On Sept. 29, 2017, the Securities and Exchange Commission (SEC) brought an emergency enforcement action against Maksim Zaslavskiy, REcoinGroup Foundation LLC (REcoin) and DRC World Inc. (also known as Diamond Reserve Club) (Diamond), alleging they defrauded investors in a pair of initial coin offerings (ICOs), in violation of the anti-fraud and registration provisions of the federal securities laws.
The SEC's complaint alleged that the defendants sold unregistered securities and that the digital tokens or coins being offered did not actually exist, though the defendants raised at least $300,000 from hundreds of investors between July 2017 and the date of the complaint. The SEC further alleged that the defendants touted the REcoin ICO as "The First Ever Cryptocurrency Backed by Real Estate" and told investors they could expect significant returns from their investments (between 10-15% in the case of Diamond) when neither company had any real operations, and made other false and misleading statements regarding the defendants' previous fundraisings and investment activities — representations that "recklessly disregarded" the reality. The SEC also alleged that Zaslavskiy attempted to circumvent the securities registration requirements by refashioning the sale of interests in Diamond as "memberships in a club" and the Diamond ICO as an "Initial Membership Offering."
The U.S. District Court for the Eastern District of New York granted the SEC's request to temporarily and preliminarily freeze the assets of the defendants. Its decision stated that Zaslavskiy remains a threat to cause "continued and additional harm to investors," as he is launching or has already launched as many as 18 different websites to promote the sale of the fraudulent coins and continues to send frequent e-mails to investors about purchasing "tokens." The SEC's complaint seeks permanent injunctions and disgorgement plus interest and penalties. For Zaslavskiy, the SEC also seeks an officer-and-director bar and a bar from participating in any offering of digital securities.
The enforcement action came after the SEC's Office of Investor Education and Advocacy issued an investor alert earlier in 2017 that noted the increasing prevalence of ICOs and the potential risks associated with the promises of high returns in the new investment space. Further, the SEC released an investigative report on July 25, 2017, in connection with DAO tokens, warning that "virtual" organizations' offers and sales of digital assets may be subject to the requirements of the Securities Act of 1933 and the Securities Exchange Act of 1934. While that report by the SEC does not indicate that all offerings by virtual organizations are securities, it puts the industry on notice that some virtual tokens may be securities. In finding that the DAO tokens were securities, the SEC applied the Howey test (from SEC v. W.J. Howey Co., 328 U.S. 293 1946) to conclude that the DAO tokens were investment contracts and, in turn, securities. Very simply, the Howey test requires that (1) there is an investment of money in a common enterprise, (2) the investors had a reasonable expectation of profit and (3) these profits are derived from the managerial efforts of others. Most recently, on Sep. 25, the SEC announced the creation of a new Cyber Unit that will focus on targeting cyber-related misconduct including those involving distributed ledger technology and initial coin offerings.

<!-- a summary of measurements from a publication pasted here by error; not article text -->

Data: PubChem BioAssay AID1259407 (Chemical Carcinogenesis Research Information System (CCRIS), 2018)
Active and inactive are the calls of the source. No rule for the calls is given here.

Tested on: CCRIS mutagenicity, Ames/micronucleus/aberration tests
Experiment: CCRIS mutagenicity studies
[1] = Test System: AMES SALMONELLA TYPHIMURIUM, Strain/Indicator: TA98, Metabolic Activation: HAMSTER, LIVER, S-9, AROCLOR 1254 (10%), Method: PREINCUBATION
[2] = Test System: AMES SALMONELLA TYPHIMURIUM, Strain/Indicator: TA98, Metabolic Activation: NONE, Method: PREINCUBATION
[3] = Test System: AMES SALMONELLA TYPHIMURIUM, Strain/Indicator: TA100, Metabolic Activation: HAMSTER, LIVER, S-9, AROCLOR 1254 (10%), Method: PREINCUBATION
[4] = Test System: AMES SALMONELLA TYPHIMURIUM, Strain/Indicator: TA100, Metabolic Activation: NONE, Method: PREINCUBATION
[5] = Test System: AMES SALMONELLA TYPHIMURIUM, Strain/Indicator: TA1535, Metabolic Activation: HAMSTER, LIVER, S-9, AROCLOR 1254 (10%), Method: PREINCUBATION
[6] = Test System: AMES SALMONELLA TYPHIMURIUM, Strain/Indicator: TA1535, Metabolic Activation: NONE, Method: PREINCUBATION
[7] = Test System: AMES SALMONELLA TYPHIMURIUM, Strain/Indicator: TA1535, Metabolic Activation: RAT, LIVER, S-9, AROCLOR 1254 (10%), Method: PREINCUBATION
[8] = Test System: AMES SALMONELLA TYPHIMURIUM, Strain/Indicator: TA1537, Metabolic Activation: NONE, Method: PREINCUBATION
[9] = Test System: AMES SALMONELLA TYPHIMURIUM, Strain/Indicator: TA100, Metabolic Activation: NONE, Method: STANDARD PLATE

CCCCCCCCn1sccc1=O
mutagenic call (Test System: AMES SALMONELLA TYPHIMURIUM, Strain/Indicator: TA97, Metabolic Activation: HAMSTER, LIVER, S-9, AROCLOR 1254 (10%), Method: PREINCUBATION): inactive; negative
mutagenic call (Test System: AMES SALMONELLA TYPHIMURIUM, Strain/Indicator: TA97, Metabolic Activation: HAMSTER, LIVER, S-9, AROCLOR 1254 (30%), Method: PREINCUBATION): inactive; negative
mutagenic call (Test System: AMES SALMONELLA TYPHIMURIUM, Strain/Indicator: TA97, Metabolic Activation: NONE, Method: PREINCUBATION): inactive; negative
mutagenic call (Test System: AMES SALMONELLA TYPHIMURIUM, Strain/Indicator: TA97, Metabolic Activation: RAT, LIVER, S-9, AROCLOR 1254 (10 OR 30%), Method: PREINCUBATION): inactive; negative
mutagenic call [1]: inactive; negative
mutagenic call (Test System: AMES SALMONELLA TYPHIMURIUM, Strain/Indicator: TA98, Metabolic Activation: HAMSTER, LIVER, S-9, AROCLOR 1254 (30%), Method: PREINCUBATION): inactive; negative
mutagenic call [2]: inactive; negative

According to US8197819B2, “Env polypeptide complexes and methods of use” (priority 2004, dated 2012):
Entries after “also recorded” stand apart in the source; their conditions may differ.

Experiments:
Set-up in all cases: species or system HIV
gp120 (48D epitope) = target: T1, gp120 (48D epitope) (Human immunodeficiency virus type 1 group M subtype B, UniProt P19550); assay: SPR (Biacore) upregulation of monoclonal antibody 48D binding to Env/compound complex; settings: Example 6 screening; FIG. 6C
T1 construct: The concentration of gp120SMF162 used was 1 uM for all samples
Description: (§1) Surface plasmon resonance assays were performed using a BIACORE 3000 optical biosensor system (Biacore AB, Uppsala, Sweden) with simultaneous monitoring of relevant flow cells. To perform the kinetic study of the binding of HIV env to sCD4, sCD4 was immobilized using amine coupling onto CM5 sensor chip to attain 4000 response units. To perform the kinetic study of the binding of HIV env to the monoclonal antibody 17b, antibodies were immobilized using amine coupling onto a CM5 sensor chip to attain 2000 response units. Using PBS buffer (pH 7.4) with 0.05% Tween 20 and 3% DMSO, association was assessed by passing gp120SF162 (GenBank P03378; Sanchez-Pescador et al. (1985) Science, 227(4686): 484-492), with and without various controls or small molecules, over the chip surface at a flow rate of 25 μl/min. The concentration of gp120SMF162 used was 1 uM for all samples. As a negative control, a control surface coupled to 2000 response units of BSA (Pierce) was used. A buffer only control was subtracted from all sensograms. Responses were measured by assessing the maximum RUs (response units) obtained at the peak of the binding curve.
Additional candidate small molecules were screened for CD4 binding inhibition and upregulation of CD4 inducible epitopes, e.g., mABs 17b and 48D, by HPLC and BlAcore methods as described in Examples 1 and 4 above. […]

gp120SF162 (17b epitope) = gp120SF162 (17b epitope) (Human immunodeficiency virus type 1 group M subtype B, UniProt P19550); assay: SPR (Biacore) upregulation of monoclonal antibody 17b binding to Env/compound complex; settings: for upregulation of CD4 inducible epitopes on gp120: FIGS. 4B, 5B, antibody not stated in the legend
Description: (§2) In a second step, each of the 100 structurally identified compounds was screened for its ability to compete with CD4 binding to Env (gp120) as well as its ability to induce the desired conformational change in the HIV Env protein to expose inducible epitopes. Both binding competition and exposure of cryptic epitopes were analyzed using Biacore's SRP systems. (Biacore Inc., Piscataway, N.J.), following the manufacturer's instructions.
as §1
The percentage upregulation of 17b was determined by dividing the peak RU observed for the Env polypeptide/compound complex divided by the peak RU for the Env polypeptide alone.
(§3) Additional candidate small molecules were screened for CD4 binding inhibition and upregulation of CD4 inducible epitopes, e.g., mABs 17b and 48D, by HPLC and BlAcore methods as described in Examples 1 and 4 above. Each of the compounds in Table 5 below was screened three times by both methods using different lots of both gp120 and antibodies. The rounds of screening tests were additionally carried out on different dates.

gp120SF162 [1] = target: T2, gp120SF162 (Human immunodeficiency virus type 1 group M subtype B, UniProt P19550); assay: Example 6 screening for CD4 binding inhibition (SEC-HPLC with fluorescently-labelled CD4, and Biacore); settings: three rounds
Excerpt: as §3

These public warnings and the establishment of a Cyber Unit, combined with this latest court action, demonstrate the SEC's ongoing focus on digital currencies and their associated offerings. They demonstrate a clear pattern that ICOs and virtual organizations are firmly on the SEC's radar and that, in the absence of a valid exemption, the regulator intends to exert its authority over such entities and hold them to the same regulatory standards as traditional securities transactions.
Industry participants can expect this trend to continue in the coming years as ICOs become increasingly common, and should ensure that their activities with respect to ICOs comply with all relevant securities laws in order to avoid similar regulatory attention.
Originally published November 1, 2017
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